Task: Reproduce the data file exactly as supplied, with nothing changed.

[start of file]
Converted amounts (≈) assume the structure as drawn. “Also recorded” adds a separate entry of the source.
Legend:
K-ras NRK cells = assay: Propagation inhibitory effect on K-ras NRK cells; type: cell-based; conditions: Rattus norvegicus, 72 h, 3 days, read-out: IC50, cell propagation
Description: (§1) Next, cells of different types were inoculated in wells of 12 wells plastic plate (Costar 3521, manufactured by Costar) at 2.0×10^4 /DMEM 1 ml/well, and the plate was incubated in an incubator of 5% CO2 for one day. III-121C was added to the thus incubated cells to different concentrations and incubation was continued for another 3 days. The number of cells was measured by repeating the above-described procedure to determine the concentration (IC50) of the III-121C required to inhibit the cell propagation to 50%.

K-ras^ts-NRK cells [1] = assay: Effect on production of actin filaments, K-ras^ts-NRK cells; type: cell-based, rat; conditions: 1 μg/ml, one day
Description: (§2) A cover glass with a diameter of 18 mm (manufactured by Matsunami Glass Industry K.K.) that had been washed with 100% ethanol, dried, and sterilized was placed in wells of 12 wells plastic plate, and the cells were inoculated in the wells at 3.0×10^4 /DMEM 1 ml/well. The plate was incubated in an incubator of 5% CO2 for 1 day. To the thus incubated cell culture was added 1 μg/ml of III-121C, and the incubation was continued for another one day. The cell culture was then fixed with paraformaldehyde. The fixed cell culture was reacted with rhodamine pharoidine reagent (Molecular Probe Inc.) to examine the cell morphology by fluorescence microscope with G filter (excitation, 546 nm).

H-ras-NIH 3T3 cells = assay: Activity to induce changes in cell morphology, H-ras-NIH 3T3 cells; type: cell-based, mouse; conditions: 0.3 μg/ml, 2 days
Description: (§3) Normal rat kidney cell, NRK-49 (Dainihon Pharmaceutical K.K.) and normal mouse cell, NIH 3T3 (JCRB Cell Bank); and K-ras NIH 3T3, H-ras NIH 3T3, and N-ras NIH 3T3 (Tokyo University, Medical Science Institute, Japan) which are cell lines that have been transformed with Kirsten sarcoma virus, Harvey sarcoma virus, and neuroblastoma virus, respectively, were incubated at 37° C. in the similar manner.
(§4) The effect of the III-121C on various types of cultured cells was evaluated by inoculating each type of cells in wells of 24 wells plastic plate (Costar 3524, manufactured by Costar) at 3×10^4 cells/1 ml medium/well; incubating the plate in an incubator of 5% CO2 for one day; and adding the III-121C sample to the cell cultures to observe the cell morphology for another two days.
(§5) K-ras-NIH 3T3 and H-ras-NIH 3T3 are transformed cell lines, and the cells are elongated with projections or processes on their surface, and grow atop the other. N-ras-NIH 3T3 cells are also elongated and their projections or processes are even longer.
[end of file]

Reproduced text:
Converted amounts (≈) assume the structure as drawn. “Also recorded” adds a separate entry of the source.
Legend:
K-ras NRK cells = assay: Propagation inhibitory effect on K-ras NRK cells; type: cell-based; conditions: Rattus norvegicus, 72 h, 3 days, read-out: IC50, cell propagation
Description: (§1) Next, cells of different types were inoculated in wells of 12 wells plastic plate (Costar 3521, manufactured by Costar) at 2.0×10^4 /DMEM 1 ml/well, and the plate was incubated in an incubator of 5% CO2 for one day. III-121C was added to the thus incubated cells to different concentrations and incubation was continued for another 3 days. The number of cells was measured by repeating the above-described procedure to determine the concentration (IC50) of the III-121C required to inhibit the cell propagation to 50%.

K-ras^ts-NRK cells [1] = assay: Effect on production of actin filaments, K-ras^ts-NRK cells; type: cell-based, rat; conditions: 1 μg/ml, one day
Description: (§2) A cover glass with a diameter of 18 mm (manufactured by Matsunami Glass Industry K.K.) that had been washed with 100% ethanol, dried, and sterilized was placed in wells of 12 wells plastic plate, and the cells were inoculated in the wells at 3.0×10^4 /DMEM 1 ml/well. The plate was incubated in an incubator of 5% CO2 for 1 day. To the thus incubated cell culture was added 1 μg/ml of III-121C, and the incubation was continued for another one day. The cell culture was then fixed with paraformaldehyde. The fixed cell culture was reacted with rhodamine pharoidine reagent (Molecular Probe Inc.) to examine the cell morphology by fluorescence microscope with G filter (excitation, 546 nm).

H-ras-NIH 3T3 cells = assay: Activity to induce changes in cell morphology, H-ras-NIH 3T3 cells; type: cell-based, mouse; conditions: 0.3 μg/ml, 2 days
Description: (§3) Normal rat kidney cell, NRK-49 (Dainihon Pharmaceutical K.K.) and normal mouse cell, NIH 3T3 (JCRB Cell Bank); and K-ras NIH 3T3, H-ras NIH 3T3, and N-ras NIH 3T3 (Tokyo University, Medical Science Institute, Japan) which are cell lines that have been transformed with Kirsten sarcoma virus, Harvey sarcoma virus, and neuroblastoma virus, respectively, were incubated at 37° C. in the similar manner.
(§4) The effect of the III-121C on various types of cultured cells was evaluated by inoculating each type of cells in wells of 24 wells plastic plate (Costar 3524, manufactured by Costar) at 3×10^4 cells/1 ml medium/well; incubating the plate in an incubator of 5% CO2 for one day; and adding the III-121C sample to the cell cultures to observe the cell morphology for another two days.
(§5) K-ras-NIH 3T3 and H-ras-NIH 3T3 are transformed cell lines, and the cells are elongated with projections or processes on their surface, and grow atop the other. N-ras-NIH 3T3 cells are also elongated and their projections or processes are even longer.